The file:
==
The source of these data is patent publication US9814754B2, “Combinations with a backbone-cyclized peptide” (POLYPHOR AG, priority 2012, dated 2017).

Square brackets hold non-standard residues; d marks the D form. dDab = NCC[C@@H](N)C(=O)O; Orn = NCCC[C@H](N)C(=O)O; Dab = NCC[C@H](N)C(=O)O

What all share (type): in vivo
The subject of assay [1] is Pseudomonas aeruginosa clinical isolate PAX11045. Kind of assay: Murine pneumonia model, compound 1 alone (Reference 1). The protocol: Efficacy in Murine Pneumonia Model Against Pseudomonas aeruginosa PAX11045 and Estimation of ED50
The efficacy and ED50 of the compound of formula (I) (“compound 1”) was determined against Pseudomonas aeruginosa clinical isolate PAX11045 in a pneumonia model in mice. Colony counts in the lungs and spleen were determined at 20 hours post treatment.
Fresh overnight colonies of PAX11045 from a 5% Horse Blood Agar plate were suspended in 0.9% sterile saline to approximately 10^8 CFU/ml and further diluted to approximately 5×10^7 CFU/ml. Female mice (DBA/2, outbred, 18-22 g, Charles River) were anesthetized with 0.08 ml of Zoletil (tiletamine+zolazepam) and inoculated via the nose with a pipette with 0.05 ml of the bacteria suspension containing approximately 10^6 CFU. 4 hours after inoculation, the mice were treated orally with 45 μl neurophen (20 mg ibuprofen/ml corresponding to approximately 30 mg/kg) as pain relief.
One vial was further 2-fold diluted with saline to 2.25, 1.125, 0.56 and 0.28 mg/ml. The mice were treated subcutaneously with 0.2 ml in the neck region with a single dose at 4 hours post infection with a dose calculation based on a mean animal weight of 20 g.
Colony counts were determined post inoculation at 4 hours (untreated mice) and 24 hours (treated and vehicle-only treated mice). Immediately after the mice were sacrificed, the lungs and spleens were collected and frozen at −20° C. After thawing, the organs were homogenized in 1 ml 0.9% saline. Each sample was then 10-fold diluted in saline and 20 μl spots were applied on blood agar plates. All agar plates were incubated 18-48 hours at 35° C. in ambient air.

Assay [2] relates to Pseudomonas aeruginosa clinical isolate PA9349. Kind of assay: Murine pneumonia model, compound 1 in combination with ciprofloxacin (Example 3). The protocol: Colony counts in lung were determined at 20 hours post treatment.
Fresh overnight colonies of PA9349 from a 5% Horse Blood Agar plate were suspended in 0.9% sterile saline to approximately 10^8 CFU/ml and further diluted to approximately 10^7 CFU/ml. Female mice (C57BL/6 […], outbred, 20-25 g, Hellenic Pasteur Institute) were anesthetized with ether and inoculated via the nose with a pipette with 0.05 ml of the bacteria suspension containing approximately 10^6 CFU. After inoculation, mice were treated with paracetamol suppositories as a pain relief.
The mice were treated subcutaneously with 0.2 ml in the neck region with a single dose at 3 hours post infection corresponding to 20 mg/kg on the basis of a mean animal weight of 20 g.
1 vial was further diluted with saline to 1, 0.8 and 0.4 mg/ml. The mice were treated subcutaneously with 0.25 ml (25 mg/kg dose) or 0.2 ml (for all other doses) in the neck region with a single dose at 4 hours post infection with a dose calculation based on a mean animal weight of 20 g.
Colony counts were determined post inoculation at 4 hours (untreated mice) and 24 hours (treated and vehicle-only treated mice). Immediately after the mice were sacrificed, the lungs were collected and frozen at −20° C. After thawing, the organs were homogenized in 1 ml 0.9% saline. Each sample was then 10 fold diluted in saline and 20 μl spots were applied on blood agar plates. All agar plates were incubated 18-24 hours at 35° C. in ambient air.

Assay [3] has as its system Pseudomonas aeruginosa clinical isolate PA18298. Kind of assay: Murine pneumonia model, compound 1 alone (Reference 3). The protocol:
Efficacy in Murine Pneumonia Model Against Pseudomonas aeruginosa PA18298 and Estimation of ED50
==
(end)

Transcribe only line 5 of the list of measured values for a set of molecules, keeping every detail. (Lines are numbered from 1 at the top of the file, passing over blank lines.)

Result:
The efficacy and ED50 of the compound of formula (I) (“compound 1”) was determined against Pseudomonas aeruginosa clinical isolate PAX11045 in a pneumonia model in mice. Colony counts in the lungs and spleen were determined at 20 hours post treatment.